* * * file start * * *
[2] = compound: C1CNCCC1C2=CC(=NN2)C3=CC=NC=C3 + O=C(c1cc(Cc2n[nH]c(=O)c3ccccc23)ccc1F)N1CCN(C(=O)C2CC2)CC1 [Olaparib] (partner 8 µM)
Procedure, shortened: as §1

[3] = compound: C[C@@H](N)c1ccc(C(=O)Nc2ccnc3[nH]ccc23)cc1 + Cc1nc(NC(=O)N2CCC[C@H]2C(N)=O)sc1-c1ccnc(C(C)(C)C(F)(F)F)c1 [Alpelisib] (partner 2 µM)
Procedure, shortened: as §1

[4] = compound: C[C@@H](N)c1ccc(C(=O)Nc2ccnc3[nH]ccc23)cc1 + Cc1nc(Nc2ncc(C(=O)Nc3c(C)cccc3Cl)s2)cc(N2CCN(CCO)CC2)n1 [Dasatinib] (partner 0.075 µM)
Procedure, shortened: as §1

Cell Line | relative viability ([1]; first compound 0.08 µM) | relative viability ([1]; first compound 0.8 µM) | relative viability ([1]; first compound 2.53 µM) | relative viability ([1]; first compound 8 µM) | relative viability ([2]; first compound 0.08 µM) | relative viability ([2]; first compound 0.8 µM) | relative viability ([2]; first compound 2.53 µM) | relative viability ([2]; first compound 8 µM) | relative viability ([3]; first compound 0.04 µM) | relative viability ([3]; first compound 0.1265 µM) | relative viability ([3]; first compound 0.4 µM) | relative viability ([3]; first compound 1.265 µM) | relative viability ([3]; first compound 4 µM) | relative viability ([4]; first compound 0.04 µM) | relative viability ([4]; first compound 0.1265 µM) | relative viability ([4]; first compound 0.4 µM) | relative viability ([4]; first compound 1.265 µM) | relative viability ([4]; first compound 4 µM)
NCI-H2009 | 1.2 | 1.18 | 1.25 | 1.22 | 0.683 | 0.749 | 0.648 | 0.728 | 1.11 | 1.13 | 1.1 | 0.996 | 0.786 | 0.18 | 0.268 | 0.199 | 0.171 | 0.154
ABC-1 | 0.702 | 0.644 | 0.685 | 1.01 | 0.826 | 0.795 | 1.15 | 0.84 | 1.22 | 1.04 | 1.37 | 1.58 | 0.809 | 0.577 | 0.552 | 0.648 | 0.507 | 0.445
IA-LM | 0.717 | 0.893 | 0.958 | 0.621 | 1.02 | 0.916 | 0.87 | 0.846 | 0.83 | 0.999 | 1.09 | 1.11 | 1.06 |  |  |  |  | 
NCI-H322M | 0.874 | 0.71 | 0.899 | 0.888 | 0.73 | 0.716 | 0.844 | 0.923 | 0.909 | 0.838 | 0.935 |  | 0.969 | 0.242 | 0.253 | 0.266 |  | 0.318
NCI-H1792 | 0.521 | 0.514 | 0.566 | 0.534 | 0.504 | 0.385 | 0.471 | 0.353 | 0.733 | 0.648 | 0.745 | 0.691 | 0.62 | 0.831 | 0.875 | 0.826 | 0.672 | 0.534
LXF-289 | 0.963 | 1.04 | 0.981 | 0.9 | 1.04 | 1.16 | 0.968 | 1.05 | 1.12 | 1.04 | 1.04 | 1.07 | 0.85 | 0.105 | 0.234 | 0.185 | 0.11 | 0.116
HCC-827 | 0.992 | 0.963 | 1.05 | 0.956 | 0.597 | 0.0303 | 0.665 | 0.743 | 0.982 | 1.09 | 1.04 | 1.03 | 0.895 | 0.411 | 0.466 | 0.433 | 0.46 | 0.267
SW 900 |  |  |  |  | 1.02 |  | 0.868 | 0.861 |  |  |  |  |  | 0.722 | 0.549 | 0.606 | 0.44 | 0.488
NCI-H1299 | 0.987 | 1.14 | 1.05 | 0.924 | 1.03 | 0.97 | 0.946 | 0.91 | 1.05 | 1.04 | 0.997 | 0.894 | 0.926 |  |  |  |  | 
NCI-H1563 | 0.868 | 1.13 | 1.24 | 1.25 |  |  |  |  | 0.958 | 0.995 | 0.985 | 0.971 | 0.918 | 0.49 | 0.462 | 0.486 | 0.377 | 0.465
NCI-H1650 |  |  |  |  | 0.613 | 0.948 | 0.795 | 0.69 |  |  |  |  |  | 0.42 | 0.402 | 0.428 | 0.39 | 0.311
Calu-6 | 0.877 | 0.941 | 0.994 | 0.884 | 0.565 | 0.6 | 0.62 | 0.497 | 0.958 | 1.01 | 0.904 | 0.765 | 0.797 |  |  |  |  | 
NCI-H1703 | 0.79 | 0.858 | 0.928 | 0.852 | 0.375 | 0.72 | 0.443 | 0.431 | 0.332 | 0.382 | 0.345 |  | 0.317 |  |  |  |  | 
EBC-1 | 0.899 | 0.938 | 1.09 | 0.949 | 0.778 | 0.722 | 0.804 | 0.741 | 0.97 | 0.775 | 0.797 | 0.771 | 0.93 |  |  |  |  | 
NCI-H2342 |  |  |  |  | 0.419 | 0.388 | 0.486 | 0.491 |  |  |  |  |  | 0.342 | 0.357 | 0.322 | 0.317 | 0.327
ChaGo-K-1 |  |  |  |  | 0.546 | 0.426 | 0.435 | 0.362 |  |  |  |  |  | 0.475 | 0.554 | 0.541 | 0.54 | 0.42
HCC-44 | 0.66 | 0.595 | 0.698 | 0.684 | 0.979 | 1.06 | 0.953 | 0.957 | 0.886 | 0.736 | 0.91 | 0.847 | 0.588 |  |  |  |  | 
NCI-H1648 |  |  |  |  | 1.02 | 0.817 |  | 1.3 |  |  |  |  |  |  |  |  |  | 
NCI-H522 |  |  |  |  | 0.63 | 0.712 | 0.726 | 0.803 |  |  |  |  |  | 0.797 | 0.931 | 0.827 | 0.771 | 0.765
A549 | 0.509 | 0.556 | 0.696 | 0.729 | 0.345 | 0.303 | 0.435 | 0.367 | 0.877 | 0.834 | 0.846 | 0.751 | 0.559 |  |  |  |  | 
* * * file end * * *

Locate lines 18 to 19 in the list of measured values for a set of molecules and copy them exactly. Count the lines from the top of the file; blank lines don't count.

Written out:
NCI-H1650 |  |  |  |  | 0.613 | 0.948 | 0.795 | 0.69 |  |  |  |  |  | 0.42 | 0.402 | 0.428 | 0.39 | 0.311
Calu-6 | 0.877 | 0.941 | 0.994 | 0.884 | 0.565 | 0.6 | 0.62 | 0.497 | 0.958 | 1.01 | 0.904 | 0.765 | 0.797 |  |  |  |  | 